A musical instrument support strap comprises an integrated tuning sensor having of a body configured at one end with a tubular segment for attachment to the musical instrument support strap. At the opposite end of the body is a slitted hole for attachment to a musical instrument. The body is configured to transmit a frequency of vibration from a musical note received through the musical instrument support strap attached to the musical instrument. The sensor contains a liquid crystal display module that visually displays a measurement of the frequency of vibration, preferably with a needle indicator and a color indicator. The sensor contains a vibration pickup to detect the pitch of the note. The senor contains a printed circuit board configured to convert the detected pitch from the vibration pickup into a signal indication on the liquid crystal display module. The sensor may be provided independently for attachment to existing straps and may have slitted holes at both ends of the body as an option.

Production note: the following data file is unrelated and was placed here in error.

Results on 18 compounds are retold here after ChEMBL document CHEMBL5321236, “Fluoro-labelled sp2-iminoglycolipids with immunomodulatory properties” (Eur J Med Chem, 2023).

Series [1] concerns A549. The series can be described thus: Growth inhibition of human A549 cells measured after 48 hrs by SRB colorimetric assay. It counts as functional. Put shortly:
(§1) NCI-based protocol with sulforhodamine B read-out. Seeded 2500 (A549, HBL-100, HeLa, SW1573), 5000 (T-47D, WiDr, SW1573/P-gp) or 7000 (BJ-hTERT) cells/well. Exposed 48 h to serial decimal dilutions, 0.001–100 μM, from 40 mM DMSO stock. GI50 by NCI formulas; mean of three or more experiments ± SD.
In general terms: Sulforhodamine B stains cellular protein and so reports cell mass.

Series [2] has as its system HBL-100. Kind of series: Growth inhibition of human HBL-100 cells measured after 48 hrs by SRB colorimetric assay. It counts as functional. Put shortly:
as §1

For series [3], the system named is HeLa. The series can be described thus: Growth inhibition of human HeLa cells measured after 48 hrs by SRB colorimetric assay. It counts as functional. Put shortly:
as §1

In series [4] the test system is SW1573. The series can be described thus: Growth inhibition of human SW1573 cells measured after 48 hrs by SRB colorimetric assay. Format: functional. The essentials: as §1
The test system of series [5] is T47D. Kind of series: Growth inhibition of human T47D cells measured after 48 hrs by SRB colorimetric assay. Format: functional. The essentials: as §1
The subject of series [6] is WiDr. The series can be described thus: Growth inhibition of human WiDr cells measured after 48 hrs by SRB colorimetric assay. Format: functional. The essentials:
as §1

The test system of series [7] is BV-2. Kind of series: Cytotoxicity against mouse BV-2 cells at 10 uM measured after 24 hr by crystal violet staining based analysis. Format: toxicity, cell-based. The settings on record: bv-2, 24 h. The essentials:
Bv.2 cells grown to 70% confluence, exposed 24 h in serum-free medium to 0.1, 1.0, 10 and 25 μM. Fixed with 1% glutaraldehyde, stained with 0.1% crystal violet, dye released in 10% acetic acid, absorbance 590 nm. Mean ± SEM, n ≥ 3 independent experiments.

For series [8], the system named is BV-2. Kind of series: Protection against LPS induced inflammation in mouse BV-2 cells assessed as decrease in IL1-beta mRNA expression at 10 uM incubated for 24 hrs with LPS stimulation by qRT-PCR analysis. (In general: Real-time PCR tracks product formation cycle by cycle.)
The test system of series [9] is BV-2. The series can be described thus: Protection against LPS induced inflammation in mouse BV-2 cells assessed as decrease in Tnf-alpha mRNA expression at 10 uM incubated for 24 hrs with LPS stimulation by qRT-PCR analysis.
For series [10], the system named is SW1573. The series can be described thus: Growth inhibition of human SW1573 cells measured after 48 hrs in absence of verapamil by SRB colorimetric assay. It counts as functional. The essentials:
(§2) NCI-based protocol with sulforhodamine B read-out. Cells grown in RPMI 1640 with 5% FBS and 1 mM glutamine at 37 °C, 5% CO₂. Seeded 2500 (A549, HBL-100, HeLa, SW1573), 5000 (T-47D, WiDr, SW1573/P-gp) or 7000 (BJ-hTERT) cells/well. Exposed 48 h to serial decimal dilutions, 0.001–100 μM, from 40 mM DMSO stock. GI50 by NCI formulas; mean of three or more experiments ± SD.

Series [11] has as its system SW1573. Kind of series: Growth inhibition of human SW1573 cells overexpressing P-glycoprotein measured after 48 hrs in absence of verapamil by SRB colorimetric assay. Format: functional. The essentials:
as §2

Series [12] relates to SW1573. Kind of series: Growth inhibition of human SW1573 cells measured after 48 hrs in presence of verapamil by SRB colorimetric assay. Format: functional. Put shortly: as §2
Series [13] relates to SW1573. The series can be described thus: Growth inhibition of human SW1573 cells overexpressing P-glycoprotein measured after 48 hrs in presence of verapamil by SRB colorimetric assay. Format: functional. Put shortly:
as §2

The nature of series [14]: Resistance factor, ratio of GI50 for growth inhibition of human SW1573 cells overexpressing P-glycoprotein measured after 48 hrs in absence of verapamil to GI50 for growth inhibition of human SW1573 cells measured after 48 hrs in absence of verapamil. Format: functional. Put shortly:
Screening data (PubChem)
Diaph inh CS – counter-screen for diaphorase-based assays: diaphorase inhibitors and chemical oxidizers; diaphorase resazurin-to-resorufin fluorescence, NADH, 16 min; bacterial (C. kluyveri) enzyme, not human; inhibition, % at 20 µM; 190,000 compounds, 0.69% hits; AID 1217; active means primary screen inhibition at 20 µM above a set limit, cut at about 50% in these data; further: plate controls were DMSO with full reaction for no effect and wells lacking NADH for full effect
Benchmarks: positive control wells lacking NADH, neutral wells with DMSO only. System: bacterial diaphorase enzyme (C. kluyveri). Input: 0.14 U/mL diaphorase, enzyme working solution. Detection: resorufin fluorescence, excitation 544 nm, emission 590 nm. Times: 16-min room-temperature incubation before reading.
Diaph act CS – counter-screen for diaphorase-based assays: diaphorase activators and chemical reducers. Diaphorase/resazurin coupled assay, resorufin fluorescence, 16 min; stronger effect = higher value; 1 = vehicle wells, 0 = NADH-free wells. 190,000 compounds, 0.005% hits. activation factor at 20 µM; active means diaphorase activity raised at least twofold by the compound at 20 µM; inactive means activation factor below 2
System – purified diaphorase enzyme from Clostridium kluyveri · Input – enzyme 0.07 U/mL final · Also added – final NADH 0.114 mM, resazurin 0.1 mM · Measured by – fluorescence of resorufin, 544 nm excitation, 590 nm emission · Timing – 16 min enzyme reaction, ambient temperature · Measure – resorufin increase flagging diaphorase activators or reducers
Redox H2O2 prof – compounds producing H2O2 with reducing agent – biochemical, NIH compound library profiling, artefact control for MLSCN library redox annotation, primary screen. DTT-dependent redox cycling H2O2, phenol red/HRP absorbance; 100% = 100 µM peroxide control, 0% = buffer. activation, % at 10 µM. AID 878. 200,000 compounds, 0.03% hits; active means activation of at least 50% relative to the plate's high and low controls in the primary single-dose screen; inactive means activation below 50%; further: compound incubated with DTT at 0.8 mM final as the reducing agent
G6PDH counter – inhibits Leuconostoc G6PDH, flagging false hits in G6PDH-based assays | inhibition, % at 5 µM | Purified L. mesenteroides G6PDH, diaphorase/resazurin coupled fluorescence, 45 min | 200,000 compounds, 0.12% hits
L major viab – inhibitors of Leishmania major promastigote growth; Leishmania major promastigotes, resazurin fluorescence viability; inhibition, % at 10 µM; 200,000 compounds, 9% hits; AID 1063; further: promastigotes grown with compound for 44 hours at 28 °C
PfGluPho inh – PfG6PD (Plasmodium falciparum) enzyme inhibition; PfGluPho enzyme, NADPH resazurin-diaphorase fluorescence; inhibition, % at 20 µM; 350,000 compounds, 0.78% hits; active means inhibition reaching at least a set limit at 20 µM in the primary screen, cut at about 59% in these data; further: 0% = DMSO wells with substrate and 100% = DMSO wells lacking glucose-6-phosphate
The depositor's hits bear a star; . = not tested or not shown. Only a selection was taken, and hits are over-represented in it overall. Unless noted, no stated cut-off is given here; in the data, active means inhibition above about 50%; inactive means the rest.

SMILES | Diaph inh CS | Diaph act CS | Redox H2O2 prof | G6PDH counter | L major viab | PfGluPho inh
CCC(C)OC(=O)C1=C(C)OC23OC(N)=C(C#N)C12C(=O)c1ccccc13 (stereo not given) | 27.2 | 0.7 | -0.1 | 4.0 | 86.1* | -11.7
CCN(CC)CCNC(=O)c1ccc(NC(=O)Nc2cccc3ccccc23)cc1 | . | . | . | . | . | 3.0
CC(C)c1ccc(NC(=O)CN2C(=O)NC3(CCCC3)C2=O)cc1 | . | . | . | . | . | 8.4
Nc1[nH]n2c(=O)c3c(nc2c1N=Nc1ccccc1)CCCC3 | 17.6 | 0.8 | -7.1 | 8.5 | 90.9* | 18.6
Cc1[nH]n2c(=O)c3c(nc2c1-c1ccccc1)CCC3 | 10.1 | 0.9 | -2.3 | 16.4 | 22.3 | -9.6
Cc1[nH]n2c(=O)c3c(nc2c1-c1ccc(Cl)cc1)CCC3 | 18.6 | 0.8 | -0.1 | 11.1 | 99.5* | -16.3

The method of using the sensor for tuning a musical instrument comprises steps of attaching the sensor body to a musical instrument strap in a configuration that the liquid crystal display module remains visible to a person employing the musical instrument strap; striking a note on the musical instrument; reading the measurement of the frequency of vibration on the liquid crystal display module; and, adjusting the musical instrument to change the frequency of vibration.

TECHNICAL PROBLEM

Current musical instrument straps have only one function and that is to hold the guitar or other musical instrument. Such straps having a tuner sensor are unknown.